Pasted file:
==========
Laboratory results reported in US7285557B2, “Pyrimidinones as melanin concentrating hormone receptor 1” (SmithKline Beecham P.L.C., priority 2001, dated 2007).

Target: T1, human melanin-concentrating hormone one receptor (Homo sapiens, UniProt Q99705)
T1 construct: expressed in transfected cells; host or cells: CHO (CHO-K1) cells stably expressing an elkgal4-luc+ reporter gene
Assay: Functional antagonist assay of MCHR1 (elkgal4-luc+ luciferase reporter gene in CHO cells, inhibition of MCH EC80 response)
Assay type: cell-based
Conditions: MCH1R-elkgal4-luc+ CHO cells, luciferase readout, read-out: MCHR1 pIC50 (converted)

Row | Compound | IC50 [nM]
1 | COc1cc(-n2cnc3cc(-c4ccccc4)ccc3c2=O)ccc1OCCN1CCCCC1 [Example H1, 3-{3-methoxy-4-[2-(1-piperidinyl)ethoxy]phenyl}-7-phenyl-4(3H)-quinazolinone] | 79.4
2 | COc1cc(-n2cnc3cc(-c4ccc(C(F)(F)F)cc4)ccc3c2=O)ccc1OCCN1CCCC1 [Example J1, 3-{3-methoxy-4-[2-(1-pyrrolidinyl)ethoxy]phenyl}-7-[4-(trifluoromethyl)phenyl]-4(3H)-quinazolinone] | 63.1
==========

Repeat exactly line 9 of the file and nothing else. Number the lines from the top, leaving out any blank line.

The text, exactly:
2 | COc1cc(-n2cnc3cc(-c4ccc(C(F)(F)F)cc4)ccc3c2=O)ccc1OCCN1CCCC1 [Example J1, 3-{3-methoxy-4-[2-(1-pyrrolidinyl)ethoxy]phenyl}-7-[4-(trifluoromethyl)phenyl]-4(3H)-quinazolinone] | 63.1